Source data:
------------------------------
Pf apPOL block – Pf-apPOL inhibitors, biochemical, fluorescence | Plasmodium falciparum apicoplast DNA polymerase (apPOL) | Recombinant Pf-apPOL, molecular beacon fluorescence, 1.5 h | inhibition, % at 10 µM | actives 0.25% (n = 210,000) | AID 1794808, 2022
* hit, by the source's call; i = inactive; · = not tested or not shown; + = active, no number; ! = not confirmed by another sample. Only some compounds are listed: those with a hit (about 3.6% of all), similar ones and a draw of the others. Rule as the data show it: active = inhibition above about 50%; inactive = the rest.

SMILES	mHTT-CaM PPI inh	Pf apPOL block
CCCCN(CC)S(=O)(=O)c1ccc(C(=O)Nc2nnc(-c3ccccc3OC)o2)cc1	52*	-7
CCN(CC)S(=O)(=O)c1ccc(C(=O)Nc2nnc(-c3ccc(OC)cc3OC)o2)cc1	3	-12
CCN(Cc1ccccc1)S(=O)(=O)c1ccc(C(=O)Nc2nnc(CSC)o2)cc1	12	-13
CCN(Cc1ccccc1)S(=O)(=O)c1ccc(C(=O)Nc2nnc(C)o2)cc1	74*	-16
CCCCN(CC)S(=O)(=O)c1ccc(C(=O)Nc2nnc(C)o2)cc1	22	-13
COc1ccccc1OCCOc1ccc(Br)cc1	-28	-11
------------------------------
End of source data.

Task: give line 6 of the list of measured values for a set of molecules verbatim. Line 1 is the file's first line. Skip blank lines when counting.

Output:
CCN(Cc1ccccc1)S(=O)(=O)c1ccc(C(=O)Nc2nnc(CSC)o2)cc1	12	-13